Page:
“What is this? A center for ants?”
- Derek Zoolander (dir. Ben Stiller, Paramount Pictures, )
“The writing of miniaturization does not want to call attention to itself or to its author; rather, it continually refers to the physical world. It resists the interiority of reflexive language in order to interiorize an outside; it is the closest thing we have to a three-dimensional language, for it continually points outside itself, creating a shell-like, or enclosed, exteriority. ‘Correctness of design’ and ‘accuracy of representation’ are devices of distance, of ‘proper perspective,’ the perspective of the bourgeois subject.”
- Susan Stewart, On Longing
This body of work can be described as a collection of models, videos, and digital artifacts surrounding the concept of scale modeling and Earth browsing.
Typically, we might say, the scale model can be understood as an object created for an architectural proposal — as a stand-in for something not present or as an approximation of a building yet to come. But this project suggests a broader set of implications in how scale models are made and understood as design objects, as part of a larger intellectual project.
The project surveys the history of Google Earth as a site of proliferating digital objects, defining a sort of stratification or layering to the accumulation of models:
The Google Earth Stratification Column
…The Age of Obligatory Landmarks
…The Great Mobilization of the Army of Hobbyists
…The Golden Age of the Handmade Model
…The “Building in Los Angeles” Boom
…The Ascent of Made-Up Airlines and Disasters
…The Era of Film Sets and Fictional Scenarios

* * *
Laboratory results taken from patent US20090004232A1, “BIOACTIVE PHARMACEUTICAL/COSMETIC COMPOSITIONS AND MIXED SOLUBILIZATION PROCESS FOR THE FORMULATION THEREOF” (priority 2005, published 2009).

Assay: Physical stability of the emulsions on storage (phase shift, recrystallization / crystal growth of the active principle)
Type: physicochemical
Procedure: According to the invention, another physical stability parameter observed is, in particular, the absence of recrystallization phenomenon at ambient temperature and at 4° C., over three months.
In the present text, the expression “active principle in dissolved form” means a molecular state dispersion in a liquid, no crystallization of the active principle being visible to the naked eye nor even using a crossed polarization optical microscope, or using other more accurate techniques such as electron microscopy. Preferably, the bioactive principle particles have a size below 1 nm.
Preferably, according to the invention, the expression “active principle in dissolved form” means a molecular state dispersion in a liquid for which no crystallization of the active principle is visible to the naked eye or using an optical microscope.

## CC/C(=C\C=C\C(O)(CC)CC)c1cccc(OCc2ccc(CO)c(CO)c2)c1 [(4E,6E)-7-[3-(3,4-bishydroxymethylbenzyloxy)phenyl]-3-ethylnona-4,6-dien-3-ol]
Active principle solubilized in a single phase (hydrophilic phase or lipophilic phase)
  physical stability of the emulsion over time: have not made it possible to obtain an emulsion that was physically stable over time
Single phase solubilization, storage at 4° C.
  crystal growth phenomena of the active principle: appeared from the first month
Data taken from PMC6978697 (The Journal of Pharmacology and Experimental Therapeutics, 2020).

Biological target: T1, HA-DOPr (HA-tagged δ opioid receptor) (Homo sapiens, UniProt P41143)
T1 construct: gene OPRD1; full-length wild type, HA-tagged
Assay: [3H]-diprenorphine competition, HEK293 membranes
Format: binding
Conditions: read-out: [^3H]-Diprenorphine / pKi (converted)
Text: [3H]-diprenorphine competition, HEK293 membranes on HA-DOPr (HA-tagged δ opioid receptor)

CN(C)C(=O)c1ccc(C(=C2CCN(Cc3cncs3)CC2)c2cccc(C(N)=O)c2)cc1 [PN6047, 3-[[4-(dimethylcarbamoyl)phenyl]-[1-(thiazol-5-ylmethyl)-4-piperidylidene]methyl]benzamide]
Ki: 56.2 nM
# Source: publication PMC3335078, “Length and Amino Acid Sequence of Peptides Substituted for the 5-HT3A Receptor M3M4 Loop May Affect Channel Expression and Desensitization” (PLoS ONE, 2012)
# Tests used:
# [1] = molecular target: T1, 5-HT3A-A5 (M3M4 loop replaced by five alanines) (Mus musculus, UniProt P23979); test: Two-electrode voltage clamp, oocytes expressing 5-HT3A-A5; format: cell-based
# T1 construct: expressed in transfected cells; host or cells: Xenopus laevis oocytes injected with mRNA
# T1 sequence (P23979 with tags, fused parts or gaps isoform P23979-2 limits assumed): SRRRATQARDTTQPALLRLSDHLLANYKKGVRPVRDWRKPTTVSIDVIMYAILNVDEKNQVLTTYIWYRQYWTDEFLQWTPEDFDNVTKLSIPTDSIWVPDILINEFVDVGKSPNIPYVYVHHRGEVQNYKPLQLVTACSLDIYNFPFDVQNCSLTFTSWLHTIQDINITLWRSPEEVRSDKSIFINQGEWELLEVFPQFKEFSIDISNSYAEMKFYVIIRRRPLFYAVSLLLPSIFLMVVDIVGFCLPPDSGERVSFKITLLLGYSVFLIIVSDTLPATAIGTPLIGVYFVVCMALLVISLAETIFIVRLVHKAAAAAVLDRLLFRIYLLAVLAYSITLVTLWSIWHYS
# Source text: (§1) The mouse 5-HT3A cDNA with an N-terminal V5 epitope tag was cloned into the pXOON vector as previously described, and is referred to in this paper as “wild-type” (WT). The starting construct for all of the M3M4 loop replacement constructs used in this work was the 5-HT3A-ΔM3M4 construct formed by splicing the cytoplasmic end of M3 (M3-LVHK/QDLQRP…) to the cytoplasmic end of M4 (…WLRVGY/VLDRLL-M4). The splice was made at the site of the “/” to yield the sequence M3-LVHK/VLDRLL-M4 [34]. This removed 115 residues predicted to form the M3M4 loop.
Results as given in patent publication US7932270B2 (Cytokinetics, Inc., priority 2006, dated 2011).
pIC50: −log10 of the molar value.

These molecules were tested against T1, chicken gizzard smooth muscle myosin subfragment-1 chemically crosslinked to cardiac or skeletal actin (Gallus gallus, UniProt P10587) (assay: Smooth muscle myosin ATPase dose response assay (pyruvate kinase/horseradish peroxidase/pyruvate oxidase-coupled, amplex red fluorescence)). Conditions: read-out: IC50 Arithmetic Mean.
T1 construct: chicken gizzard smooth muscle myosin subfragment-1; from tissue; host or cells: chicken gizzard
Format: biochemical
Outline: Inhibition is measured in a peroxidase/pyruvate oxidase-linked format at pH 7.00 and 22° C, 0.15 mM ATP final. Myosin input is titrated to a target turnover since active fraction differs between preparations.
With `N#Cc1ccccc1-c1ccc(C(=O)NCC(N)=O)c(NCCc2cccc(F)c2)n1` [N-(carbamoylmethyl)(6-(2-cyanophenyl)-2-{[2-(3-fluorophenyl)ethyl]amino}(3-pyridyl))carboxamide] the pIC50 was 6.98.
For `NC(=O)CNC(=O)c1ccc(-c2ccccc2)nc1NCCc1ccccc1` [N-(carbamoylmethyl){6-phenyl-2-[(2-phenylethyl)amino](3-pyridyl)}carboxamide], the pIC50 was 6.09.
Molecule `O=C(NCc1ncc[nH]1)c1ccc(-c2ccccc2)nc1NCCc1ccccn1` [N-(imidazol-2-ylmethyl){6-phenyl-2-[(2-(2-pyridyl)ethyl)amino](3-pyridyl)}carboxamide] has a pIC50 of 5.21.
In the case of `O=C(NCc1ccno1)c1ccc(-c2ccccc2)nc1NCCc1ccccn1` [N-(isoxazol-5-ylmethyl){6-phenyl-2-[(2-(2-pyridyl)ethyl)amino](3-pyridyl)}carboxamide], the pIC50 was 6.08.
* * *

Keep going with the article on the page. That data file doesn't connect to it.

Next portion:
…The Descent of the Handmade Model
…The Photogrammetric Urban Glaciation Event
Perhaps we could say that the practice of scale modeling is no longer about creating an abstracted version of something real, but might be a critical means to engage accuracy, abstraction, and spatial and personal relationships. The work unpacks the implications of handmaking and hobbyist modeling and centers on Google Earth as both an important and curious site of production — a site which was once populated with a wealth of individually created digital models.
The jury comments on the essay: “Fantastic! A new way of looking at a common thing, smart without using convoluted academic language—hooray! Out of all the entries submitted for the Core 77 writing awards (both student and professional), this was the best piece we read. It combined solid writing with the unique exploration of the practical and cultural purposes a scale model serves. The tone was conversational and the observations illuminating. The best part: the reference to Zoolander was quite irresistible.